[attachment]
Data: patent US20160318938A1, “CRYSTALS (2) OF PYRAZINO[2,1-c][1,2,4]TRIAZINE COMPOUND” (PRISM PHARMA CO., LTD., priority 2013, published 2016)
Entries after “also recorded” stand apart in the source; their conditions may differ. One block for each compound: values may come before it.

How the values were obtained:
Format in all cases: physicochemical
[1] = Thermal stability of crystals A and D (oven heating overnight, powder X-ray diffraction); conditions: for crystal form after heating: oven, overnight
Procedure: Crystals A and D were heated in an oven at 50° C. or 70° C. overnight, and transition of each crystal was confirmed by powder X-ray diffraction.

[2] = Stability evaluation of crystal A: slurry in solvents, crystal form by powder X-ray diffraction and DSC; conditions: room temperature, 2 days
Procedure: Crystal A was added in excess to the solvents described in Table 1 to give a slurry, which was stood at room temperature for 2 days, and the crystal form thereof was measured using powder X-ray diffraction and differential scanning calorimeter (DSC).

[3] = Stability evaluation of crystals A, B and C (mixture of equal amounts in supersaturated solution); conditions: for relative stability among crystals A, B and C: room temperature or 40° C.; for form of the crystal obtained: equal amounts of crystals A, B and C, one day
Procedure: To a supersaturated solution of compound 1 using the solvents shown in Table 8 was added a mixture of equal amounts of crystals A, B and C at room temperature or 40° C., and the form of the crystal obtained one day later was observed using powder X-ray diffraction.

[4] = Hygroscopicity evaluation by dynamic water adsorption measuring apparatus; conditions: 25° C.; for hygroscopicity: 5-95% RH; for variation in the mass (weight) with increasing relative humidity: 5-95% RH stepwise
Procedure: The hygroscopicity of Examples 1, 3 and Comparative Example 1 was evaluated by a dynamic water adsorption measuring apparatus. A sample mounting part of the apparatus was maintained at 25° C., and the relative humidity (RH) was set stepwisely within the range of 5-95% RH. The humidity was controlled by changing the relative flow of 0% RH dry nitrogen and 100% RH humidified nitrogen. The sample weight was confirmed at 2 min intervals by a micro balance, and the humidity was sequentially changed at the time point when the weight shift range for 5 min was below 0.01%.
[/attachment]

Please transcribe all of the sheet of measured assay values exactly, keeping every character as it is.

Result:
Data: patent US20160318938A1, “CRYSTALS (2) OF PYRAZINO[2,1-c][1,2,4]TRIAZINE COMPOUND” (PRISM PHARMA CO., LTD., priority 2013, published 2016)
Entries after “also recorded” stand apart in the source; their conditions may differ. One block for each compound: values may come before it.

How the values were obtained:
Format in all cases: physicochemical
[1] = Thermal stability of crystals A and D (oven heating overnight, powder X-ray diffraction); conditions: for crystal form after heating: oven, overnight
Procedure: Crystals A and D were heated in an oven at 50° C. or 70° C. overnight, and transition of each crystal was confirmed by powder X-ray diffraction.

[2] = Stability evaluation of crystal A: slurry in solvents, crystal form by powder X-ray diffraction and DSC; conditions: room temperature, 2 days
Procedure: Crystal A was added in excess to the solvents described in Table 1 to give a slurry, which was stood at room temperature for 2 days, and the crystal form thereof was measured using powder X-ray diffraction and differential scanning calorimeter (DSC).

[3] = Stability evaluation of crystals A, B and C (mixture of equal amounts in supersaturated solution); conditions: for relative stability among crystals A, B and C: room temperature or 40° C.; for form of the crystal obtained: equal amounts of crystals A, B and C, one day
Procedure: To a supersaturated solution of compound 1 using the solvents shown in Table 8 was added a mixture of equal amounts of crystals A, B and C at room temperature or 40° C., and the form of the crystal obtained one day later was observed using powder X-ray diffraction.

[4] = Hygroscopicity evaluation by dynamic water adsorption measuring apparatus; conditions: 25° C.; for hygroscopicity: 5-95% RH; for variation in the mass (weight) with increasing relative humidity: 5-95% RH stepwise
Procedure: The hygroscopicity of Examples 1, 3 and Comparative Example 1 was evaluated by a dynamic water adsorption measuring apparatus. A sample mounting part of the apparatus was maintained at 25° C., and the relative humidity (RH) was set stepwisely within the range of 5-95% RH. The humidity was controlled by changing the relative flow of 0% RH dry nitrogen and 100% RH humidified nitrogen. The sample weight was confirmed at 2 min intervals by a micro balance, and the humidity was sequentially changed at the time point when the weight shift range for 5 min was below 0.01%.